“As for the impact on businesses, it is early days,” says Rebecca Davison-Mora, the community manager for the art market due diligence platform, Arcarta. “However, these fines are part of a long line of challenges galleries have had to face over the past two years that may affect their ability to participate in key events—such as art fairs—and make a significant dent to their operating overheads. With this in mind, we have decided to offer complimentary, one-to-one 45-minute assessments for galleries to check they are on track, as it has been made clear that many are ill-equipped for what is heading their way.” Important to make clear, ​​“trading whilst unregistered” is now being pursued as a breach of the regulations. Fines for late or non-registration were due to start being issued as of the new financial year on 6 April.

Controversy at Documenta has erupted over anti-semetic images used in a sprawling banner by the Taring Padi collective previously shown at the South Australian art festival in Adelaide last year.

In a statement, the federal culture minister, Claudia Roth, said: “The removal of this mural, which shows clearly antisemitic pictorial elements, is overdue. The mere covering up and the statement by the Taring Padi artist collective on the matter were absolutely unacceptable.”

Roth said there would be an investigation into the decisions which led to the work being accepted and installed in the first place, however the work has been taken down at the time of this article. Documenta organizers said on Tuesday June 21st, “Due to a depiction of a figure in the work People’s Justice (2002) by the collective Taring Padi, which triggers antisemitic readings, the collective, together with the management of Documenta and the artistic direction of Documenta 15, has decided to cover up the work in question at Friedrichsplatz and to install an explanation next to the work.”

The 2002 work’s concept surrounded the militarism and violence of the Suharto dictatorship, with military figures depicted referencing corrupt bureaucrats and violent military generals. Taring Padi, from Yogyakarta, Indonesia stated: “It is not meant to be related in any way to antisemitism. We are saddened that details in this banner are understood differently from its original purpose. We apologise for the hurt caused in this context. Therefore, with great regret, we cover up the work. This work then becomes a monument of mourning for the impossibility of dialogue at this moment.”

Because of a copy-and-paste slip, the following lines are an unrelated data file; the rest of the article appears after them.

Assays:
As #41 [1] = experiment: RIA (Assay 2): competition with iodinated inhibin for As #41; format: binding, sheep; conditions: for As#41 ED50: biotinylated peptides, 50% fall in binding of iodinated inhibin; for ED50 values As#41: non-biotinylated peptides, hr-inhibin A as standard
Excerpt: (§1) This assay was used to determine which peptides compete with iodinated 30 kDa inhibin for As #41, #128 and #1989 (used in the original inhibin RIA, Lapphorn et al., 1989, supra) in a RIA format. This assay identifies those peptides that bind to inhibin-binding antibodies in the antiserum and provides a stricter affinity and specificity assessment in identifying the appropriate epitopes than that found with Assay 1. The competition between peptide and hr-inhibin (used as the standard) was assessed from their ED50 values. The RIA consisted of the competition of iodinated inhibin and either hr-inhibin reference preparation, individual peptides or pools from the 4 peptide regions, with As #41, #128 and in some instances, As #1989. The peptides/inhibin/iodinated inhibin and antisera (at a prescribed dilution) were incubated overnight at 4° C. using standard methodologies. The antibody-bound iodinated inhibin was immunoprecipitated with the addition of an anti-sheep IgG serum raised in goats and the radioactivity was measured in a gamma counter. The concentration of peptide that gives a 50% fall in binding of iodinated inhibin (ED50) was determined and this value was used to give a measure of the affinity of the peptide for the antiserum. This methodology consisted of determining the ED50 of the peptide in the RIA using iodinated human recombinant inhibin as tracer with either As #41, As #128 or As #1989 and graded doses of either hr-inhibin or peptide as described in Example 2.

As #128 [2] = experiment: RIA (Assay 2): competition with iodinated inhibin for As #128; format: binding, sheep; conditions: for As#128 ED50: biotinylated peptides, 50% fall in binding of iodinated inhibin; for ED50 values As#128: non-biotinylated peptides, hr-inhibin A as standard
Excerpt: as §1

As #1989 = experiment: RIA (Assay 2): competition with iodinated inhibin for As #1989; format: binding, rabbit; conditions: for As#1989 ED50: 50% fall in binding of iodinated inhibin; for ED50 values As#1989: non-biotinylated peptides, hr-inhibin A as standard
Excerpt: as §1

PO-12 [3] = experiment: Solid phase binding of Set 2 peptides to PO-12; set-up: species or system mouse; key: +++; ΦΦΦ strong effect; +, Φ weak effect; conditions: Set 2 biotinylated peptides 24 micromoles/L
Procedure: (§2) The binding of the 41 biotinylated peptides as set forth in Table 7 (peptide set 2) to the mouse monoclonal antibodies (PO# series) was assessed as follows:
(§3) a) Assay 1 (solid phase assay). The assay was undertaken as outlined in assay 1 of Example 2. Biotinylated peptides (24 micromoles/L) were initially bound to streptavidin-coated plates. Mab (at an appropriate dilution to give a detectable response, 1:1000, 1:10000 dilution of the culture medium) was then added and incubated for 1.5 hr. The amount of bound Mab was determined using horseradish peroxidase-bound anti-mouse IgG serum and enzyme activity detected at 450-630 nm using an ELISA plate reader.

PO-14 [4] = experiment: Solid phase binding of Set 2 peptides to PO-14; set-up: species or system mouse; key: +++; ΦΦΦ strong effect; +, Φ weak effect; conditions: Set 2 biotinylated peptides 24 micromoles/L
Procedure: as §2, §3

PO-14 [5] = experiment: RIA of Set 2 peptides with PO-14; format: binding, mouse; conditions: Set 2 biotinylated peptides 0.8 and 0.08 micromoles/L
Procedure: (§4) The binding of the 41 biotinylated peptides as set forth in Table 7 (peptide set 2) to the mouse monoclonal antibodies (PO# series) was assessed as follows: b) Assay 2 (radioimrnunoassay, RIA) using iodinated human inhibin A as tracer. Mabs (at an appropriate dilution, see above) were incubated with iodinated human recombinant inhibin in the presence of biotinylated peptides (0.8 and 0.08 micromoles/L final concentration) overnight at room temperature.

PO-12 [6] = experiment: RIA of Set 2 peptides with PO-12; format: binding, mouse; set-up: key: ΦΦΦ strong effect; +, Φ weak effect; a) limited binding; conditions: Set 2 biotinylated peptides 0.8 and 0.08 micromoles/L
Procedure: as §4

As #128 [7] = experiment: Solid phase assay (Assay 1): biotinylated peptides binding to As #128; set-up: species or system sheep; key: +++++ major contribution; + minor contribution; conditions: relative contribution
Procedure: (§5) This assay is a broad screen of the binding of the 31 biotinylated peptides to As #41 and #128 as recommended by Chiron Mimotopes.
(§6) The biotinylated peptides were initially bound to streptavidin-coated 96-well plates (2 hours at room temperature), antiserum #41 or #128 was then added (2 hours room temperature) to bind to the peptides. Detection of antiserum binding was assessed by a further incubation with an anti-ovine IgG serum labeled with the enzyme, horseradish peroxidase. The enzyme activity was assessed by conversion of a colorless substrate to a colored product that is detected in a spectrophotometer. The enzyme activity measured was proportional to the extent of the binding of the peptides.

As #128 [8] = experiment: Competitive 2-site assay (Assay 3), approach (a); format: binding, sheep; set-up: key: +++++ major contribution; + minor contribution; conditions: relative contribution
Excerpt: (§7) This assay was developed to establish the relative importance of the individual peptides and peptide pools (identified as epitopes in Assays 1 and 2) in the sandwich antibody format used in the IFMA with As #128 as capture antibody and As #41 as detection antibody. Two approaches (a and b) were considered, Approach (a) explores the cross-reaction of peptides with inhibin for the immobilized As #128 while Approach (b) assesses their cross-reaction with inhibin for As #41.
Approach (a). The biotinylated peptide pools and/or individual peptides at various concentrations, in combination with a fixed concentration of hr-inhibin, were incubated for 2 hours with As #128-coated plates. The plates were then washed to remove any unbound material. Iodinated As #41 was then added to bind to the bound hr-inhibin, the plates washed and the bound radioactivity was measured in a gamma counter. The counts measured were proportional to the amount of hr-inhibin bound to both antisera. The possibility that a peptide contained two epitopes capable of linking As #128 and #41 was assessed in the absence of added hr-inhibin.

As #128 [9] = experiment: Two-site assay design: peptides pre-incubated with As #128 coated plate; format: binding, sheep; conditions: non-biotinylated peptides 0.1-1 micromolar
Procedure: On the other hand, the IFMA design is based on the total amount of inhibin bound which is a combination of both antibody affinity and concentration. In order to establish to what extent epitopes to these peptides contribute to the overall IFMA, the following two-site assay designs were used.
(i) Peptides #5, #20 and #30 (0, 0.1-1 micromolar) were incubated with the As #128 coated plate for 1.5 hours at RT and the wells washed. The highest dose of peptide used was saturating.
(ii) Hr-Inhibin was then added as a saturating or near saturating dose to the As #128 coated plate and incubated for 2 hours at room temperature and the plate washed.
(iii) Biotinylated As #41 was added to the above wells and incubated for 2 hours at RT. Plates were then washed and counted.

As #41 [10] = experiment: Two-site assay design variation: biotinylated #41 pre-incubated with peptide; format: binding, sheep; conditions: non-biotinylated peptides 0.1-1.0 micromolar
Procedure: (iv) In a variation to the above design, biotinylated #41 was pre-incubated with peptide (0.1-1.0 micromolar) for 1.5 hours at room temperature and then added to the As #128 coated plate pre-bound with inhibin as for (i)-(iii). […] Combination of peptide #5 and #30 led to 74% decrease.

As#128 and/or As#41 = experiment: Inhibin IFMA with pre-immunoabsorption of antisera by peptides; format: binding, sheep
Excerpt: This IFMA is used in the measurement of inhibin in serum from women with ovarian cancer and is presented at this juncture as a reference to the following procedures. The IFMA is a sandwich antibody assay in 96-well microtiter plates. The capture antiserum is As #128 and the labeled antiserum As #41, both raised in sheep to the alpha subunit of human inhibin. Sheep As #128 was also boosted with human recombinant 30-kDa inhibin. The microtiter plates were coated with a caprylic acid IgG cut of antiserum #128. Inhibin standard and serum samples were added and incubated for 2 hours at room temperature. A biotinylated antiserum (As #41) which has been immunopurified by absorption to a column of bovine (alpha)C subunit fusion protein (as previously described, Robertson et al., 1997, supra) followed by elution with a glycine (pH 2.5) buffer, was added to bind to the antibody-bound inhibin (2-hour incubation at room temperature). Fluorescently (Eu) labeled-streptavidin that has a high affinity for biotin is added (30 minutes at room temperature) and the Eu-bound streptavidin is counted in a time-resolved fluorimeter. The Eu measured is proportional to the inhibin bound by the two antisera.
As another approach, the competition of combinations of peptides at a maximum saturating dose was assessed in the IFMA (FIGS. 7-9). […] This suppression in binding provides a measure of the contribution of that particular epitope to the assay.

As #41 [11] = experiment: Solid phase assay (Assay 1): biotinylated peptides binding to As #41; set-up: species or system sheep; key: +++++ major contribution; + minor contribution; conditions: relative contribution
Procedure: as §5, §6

Visitors stand among works by the Taring Padi collective at one of the venues of the Documenta contemporary art exhibition in Kassel. Photograph: Ina Fassbender/AFP/Getty Images

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Kaws is a “covergirl” on New York Magazine’s Cover for the week of June 20th. KAWS, a.k.a. Brian Donnelly, takes “cancel culture” as the inspiration behind the artist’s iconic character’s sullen figure. For the cover drawing, KAWS borrowed the same pose from his 2021 sculpture “Separated” and depicted in greytone, the character cross-legged, sitting atop a skateboard, a nod to the youth demographic being targeted with the imagery, with its head in hands, hiding from the viewer. The artist was commissioned for the coverpiece to complement the magazine’s cover story exploring the reality of cancel culture among American highschool students “where calls for accountability for bad behavior can often spiral into bullying, false accusations, and permanent ostracization,” the publication wrote in an Instagram post.

“As the father of two young children, imagining what life might be like when they become teenagers, I understand the concern that comes with navigating the complexity of relationships and how that is layered with the realities of the pandemic and social media,” KAWS told New York.

The cover of New York Magazine with an illustration by KAWS.

In line with the artist’s keen business skills, the piece is poignant and accessible to the youth demographic while aligning with the serious tone of the article. The New York Magazine cover is the most recent addition to the artist’s covers including two others for NYM, Hypebeast Magazine, Juxtapoz, Complex, Nylon and others.